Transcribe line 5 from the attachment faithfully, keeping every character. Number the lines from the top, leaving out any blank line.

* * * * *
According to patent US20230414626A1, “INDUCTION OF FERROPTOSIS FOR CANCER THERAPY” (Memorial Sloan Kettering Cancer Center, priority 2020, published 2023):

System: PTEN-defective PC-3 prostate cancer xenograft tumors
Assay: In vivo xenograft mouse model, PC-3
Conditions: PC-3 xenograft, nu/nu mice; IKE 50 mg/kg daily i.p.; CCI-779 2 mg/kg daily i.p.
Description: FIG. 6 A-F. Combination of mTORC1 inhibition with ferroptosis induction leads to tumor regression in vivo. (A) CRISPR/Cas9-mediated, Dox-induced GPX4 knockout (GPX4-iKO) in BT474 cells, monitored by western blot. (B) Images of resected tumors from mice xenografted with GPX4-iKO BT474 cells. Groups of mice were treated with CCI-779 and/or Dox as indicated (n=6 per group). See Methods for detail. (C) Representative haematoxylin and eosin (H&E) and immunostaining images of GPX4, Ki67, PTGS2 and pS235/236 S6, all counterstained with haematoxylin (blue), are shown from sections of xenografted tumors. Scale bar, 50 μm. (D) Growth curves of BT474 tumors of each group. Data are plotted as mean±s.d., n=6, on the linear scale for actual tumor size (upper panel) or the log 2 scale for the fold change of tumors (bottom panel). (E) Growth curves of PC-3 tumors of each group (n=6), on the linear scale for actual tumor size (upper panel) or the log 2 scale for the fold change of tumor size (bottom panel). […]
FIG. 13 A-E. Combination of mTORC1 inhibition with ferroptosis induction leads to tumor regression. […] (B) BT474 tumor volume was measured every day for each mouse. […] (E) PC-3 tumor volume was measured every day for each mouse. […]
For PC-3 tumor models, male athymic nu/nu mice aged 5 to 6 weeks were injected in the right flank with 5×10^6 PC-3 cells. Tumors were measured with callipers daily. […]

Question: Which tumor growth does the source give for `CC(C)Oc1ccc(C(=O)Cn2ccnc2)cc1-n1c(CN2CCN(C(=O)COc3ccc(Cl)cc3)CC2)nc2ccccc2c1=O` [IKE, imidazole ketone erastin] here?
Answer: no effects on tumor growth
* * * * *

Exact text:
Description: FIG. 6 A-F. Combination of mTORC1 inhibition with ferroptosis induction leads to tumor regression in vivo. (A) CRISPR/Cas9-mediated, Dox-induced GPX4 knockout (GPX4-iKO) in BT474 cells, monitored by western blot. (B) Images of resected tumors from mice xenografted with GPX4-iKO BT474 cells. Groups of mice were treated with CCI-779 and/or Dox as indicated (n=6 per group). See Methods for detail. (C) Representative haematoxylin and eosin (H&E) and immunostaining images of GPX4, Ki67, PTGS2 and pS235/236 S6, all counterstained with haematoxylin (blue), are shown from sections of xenografted tumors. Scale bar, 50 μm. (D) Growth curves of BT474 tumors of each group. Data are plotted as mean±s.d., n=6, on the linear scale for actual tumor size (upper panel) or the log 2 scale for the fold change of tumors (bottom panel). (E) Growth curves of PC-3 tumors of each group (n=6), on the linear scale for actual tumor size (upper panel) or the log 2 scale for the fold change of tumor size (bottom panel). […]